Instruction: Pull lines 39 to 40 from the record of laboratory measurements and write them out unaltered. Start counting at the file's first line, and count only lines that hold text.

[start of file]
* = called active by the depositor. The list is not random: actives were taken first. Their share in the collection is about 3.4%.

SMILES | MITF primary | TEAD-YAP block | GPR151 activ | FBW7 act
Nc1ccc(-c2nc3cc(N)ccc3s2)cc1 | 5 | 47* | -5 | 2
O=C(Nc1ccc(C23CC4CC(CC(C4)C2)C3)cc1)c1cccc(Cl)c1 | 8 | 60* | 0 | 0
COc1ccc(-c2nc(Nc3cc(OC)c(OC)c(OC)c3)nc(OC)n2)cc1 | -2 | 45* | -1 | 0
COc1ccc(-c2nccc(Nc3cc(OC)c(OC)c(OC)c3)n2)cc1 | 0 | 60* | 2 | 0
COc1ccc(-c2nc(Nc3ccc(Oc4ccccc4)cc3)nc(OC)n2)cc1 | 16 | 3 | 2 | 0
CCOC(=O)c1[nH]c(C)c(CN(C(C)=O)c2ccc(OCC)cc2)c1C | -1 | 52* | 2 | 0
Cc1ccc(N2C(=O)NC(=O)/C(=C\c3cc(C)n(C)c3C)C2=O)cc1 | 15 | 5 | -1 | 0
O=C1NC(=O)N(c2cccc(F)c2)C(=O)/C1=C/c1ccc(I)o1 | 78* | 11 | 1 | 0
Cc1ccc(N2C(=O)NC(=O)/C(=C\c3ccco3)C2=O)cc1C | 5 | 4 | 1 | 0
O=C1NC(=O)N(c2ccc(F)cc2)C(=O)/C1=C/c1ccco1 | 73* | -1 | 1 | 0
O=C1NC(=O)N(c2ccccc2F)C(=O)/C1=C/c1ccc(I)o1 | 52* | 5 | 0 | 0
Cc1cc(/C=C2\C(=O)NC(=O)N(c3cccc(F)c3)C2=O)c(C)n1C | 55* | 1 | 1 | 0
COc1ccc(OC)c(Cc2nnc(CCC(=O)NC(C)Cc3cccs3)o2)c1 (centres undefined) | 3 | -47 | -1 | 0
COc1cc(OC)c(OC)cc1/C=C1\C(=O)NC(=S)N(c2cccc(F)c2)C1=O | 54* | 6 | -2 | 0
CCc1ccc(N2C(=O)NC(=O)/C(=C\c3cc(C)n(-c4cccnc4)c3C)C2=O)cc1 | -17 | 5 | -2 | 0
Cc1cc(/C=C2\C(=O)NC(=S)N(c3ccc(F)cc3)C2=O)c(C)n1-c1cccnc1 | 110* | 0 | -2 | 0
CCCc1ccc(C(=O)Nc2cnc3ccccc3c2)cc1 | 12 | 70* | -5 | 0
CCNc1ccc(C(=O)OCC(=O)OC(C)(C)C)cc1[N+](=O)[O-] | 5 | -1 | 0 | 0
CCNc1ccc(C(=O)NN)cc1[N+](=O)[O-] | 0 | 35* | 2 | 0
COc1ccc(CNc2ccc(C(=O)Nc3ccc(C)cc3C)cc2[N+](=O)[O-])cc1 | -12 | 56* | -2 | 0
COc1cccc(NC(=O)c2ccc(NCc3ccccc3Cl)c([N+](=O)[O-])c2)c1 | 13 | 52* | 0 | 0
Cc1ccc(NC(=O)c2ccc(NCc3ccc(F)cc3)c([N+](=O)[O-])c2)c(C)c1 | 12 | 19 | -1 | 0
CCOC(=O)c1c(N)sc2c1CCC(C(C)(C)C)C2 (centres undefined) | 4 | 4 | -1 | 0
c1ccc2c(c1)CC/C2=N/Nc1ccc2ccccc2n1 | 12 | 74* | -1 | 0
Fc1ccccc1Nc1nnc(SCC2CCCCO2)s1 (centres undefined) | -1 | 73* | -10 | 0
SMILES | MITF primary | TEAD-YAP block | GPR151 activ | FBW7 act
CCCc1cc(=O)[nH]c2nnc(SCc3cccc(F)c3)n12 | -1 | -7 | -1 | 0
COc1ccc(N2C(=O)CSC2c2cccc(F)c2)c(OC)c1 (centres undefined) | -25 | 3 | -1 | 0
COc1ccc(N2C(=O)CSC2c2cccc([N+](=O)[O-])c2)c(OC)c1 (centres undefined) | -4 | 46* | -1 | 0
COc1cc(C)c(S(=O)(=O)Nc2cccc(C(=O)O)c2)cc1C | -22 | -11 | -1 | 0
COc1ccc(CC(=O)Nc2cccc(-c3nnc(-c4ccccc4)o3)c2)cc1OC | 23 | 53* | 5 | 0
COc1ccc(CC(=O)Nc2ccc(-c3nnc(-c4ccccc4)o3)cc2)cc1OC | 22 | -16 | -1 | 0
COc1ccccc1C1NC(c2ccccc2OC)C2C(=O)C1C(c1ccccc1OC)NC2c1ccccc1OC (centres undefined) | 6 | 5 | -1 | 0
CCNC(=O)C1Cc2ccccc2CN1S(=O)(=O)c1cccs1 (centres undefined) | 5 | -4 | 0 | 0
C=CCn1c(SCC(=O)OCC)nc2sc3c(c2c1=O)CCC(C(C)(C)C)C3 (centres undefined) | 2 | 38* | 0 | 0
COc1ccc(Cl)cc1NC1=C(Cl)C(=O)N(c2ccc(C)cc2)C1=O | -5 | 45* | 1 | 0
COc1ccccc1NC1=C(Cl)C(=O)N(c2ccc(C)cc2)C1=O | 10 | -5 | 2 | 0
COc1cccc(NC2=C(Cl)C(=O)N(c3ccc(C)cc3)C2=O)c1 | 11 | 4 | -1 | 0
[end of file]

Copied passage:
COc1ccccc1NC1=C(Cl)C(=O)N(c2ccc(C)cc2)C1=O | 10 | -5 | 2 | 0
COc1cccc(NC2=C(Cl)C(=O)N(c3ccc(C)cc3)C2=O)c1 | 11 | 4 | -1 | 0